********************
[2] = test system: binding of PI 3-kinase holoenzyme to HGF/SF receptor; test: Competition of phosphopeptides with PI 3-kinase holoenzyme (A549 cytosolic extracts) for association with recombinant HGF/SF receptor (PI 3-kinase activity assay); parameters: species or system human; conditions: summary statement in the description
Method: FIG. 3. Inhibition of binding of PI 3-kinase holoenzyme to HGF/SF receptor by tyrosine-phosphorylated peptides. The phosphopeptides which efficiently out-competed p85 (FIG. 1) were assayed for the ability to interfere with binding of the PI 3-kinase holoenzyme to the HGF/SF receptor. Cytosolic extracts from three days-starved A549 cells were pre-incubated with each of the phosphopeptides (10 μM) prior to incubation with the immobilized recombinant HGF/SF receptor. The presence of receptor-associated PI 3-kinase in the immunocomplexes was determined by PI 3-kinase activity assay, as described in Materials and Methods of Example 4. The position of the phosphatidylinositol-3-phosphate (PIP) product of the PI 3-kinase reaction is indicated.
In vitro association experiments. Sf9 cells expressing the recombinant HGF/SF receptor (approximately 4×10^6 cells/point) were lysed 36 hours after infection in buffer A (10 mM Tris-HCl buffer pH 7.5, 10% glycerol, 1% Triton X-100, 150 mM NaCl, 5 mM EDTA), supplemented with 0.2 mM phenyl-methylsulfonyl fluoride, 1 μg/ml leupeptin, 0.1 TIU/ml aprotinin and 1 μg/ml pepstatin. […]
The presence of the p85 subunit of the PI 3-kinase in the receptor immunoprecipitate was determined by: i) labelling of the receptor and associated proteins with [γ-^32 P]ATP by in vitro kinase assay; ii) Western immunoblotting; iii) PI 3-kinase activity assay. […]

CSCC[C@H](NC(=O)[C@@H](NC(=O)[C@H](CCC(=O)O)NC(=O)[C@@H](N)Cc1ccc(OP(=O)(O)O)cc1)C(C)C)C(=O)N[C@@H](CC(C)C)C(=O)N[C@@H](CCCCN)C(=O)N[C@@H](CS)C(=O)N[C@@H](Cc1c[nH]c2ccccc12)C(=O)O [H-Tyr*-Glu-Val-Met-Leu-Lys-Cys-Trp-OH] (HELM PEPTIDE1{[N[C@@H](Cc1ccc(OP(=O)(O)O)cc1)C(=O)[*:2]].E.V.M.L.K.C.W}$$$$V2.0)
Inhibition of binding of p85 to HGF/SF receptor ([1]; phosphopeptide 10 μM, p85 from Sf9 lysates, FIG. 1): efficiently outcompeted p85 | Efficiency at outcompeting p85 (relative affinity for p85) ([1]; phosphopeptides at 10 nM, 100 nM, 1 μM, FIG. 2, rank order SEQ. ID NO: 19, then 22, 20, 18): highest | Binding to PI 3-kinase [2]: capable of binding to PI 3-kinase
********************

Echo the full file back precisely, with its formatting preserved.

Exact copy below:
[2] = test system: binding of PI 3-kinase holoenzyme to HGF/SF receptor; test: Competition of phosphopeptides with PI 3-kinase holoenzyme (A549 cytosolic extracts) for association with recombinant HGF/SF receptor (PI 3-kinase activity assay); parameters: species or system human; conditions: summary statement in the description
Method: FIG. 3. Inhibition of binding of PI 3-kinase holoenzyme to HGF/SF receptor by tyrosine-phosphorylated peptides. The phosphopeptides which efficiently out-competed p85 (FIG. 1) were assayed for the ability to interfere with binding of the PI 3-kinase holoenzyme to the HGF/SF receptor. Cytosolic extracts from three days-starved A549 cells were pre-incubated with each of the phosphopeptides (10 μM) prior to incubation with the immobilized recombinant HGF/SF receptor. The presence of receptor-associated PI 3-kinase in the immunocomplexes was determined by PI 3-kinase activity assay, as described in Materials and Methods of Example 4. The position of the phosphatidylinositol-3-phosphate (PIP) product of the PI 3-kinase reaction is indicated.
In vitro association experiments. Sf9 cells expressing the recombinant HGF/SF receptor (approximately 4×10^6 cells/point) were lysed 36 hours after infection in buffer A (10 mM Tris-HCl buffer pH 7.5, 10% glycerol, 1% Triton X-100, 150 mM NaCl, 5 mM EDTA), supplemented with 0.2 mM phenyl-methylsulfonyl fluoride, 1 μg/ml leupeptin, 0.1 TIU/ml aprotinin and 1 μg/ml pepstatin. […]
The presence of the p85 subunit of the PI 3-kinase in the receptor immunoprecipitate was determined by: i) labelling of the receptor and associated proteins with [γ-^32 P]ATP by in vitro kinase assay; ii) Western immunoblotting; iii) PI 3-kinase activity assay. […]

CSCC[C@H](NC(=O)[C@@H](NC(=O)[C@H](CCC(=O)O)NC(=O)[C@@H](N)Cc1ccc(OP(=O)(O)O)cc1)C(C)C)C(=O)N[C@@H](CC(C)C)C(=O)N[C@@H](CCCCN)C(=O)N[C@@H](CS)C(=O)N[C@@H](Cc1c[nH]c2ccccc12)C(=O)O [H-Tyr*-Glu-Val-Met-Leu-Lys-Cys-Trp-OH] (HELM PEPTIDE1{[N[C@@H](Cc1ccc(OP(=O)(O)O)cc1)C(=O)[*:2]].E.V.M.L.K.C.W}$$$$V2.0)
Inhibition of binding of p85 to HGF/SF receptor ([1]; phosphopeptide 10 μM, p85 from Sf9 lysates, FIG. 1): efficiently outcompeted p85 | Efficiency at outcompeting p85 (relative affinity for p85) ([1]; phosphopeptides at 10 nM, 100 nM, 1 μM, FIG. 2, rank order SEQ. ID NO: 19, then 22, 20, 18): highest | Binding to PI 3-kinase [2]: capable of binding to PI 3-kinase